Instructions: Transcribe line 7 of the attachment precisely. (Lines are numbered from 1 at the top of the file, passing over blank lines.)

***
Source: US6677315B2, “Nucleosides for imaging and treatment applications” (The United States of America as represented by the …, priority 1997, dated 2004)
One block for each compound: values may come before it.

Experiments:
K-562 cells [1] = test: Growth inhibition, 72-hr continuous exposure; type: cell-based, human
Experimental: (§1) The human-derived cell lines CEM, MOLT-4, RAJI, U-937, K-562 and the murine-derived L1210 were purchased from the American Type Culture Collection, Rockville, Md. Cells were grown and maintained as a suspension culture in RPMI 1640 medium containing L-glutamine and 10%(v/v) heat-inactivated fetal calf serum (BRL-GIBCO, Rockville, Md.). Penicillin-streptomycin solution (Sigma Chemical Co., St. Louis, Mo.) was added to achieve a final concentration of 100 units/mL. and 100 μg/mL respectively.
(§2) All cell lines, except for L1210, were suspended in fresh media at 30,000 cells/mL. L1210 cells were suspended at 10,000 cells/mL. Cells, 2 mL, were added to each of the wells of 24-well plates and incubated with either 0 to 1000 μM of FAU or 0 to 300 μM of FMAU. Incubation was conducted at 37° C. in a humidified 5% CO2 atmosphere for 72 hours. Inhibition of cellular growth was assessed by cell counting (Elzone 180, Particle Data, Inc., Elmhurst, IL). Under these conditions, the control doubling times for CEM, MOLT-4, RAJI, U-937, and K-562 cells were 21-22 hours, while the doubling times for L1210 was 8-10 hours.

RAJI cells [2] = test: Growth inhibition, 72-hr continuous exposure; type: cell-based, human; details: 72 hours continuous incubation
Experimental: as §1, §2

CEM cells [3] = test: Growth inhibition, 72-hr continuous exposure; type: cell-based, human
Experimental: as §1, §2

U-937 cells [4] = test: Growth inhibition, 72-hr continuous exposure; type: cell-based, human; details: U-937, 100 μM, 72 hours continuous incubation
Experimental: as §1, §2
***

RAJI cells [2] = test: Growth inhibition, 72-hr continuous exposure; type: cell-based, human; details: 72 hours continuous incubation